National Post: Taking a u-turn on the one-way street
Two years ago, city crews went to St. Paul Street – the one-way spine of downtown St. Catharines, Ont. – took down the “no entry” signs, painted new lines and opened up the street to two-way traffic. According to planners, it would slow cars down, make the downtown more pedestrian friendly and spur retail development.
St. Catharines was only following the example of hundreds of cities in the United States and Canada that have been shutting down their one-way streets since the 1990s. In Ottawa last week, planners announced they are considering the two-way conversion of several streets in the shadow of Parliament Hill. Two-way roads would help to “‘normalize’ the streets, by slowing traffic, creating a greater choice of routes, improving wayfinding, creating a more inviting address for residential and commercial investment and improving safety for pedestrians and cyclists,” according to a plan drafted by consulting firm Urban Strategies Inc. [...]
The New York Times: Paved, but Still Alive
Absent hard numbers Mr. Ben-Joseph settles on a compromise of 500 million parking spaces in the country, occupying some 3,590 square miles, or an area larger than Delaware and Rhode Island combined. If the correct number is 2 billion, we’re talking about four times that: Connecticut and Vermont.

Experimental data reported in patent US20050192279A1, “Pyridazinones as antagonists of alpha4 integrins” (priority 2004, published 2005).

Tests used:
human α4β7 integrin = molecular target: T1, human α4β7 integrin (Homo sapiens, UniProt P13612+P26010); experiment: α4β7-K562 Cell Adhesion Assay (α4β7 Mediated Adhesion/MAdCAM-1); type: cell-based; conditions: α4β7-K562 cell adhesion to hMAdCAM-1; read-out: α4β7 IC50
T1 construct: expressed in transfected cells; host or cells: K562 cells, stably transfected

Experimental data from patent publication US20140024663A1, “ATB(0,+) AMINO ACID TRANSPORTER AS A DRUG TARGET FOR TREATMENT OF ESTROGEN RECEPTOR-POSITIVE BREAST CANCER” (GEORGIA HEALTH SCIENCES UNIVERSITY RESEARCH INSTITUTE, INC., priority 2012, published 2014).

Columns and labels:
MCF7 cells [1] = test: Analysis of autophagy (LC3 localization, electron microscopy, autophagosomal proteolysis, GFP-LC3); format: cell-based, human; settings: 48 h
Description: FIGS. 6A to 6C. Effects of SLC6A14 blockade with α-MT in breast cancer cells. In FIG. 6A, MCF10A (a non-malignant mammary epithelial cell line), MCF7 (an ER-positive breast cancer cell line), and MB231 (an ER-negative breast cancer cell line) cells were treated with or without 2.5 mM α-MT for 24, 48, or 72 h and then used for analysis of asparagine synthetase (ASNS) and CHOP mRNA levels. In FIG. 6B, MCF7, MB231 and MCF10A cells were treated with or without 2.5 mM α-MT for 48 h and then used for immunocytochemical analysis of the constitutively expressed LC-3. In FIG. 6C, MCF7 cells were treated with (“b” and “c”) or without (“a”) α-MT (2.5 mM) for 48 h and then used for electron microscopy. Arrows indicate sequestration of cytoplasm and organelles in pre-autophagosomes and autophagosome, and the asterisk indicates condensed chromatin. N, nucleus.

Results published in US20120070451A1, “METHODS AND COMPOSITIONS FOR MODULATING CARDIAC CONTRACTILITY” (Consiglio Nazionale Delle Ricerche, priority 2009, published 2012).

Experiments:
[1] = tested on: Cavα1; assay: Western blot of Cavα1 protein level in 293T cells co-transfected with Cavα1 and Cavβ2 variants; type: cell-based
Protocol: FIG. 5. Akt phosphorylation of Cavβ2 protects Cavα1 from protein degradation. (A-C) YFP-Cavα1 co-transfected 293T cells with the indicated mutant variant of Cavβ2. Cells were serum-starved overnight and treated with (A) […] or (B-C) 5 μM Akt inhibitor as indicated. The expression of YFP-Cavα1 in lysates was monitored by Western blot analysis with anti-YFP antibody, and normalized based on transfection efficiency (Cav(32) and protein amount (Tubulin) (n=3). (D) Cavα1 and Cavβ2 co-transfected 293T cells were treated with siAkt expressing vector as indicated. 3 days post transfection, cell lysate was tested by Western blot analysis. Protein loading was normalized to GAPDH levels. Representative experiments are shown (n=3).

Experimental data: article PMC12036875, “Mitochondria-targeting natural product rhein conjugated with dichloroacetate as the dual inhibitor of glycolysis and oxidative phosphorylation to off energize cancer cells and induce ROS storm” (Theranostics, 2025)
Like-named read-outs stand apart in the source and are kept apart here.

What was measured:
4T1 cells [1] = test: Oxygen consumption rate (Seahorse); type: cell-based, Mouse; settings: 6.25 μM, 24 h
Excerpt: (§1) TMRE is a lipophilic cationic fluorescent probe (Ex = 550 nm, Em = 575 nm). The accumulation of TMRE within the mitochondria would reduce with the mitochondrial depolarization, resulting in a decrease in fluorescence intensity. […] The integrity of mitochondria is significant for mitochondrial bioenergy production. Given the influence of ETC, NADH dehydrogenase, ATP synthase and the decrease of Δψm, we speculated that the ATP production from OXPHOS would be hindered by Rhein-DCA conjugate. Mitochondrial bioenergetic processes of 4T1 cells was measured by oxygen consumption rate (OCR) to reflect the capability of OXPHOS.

As the critic Lewis Mumford wrote half a century ago, “The right to have access to every building in the city by private motorcar in an age when everyone possesses such a vehicle is the right to destroy the city.” Yet we continue to produce parking lots, in cities as well as in suburbs, in the same way we consume all those billions of plastic bottles of water and disposable diapers.
New York Sen. Charles Schumer (D) wants Congress to get on board with an extension of a tax benefit for public transit users.
Schumer suggested that Thursday that lawmakers should use a package of pending tax breaks to extend a provision from the 2009 economic stimulus package that allowed public transit users to set aside $230 per month before taxes for commuting expenses. Because Congress has not yet extended the provision, which expired on Jan. 1, the limit was reduced to $125 at the beginning of the new year.
The Obama administration, in conjunction with federal regulators and led by the overseer of Fannie Mae and Freddie Mac, are very close to announcing a pilot program to sell government-owned foreclosures in bulk to investors as rentals, according to administration officials.
There are currently about a quarter of a million foreclosed properties on the books of Fannie Mae, Freddie Mac and the Federal Housing Administration (FHA) and millions more are coming.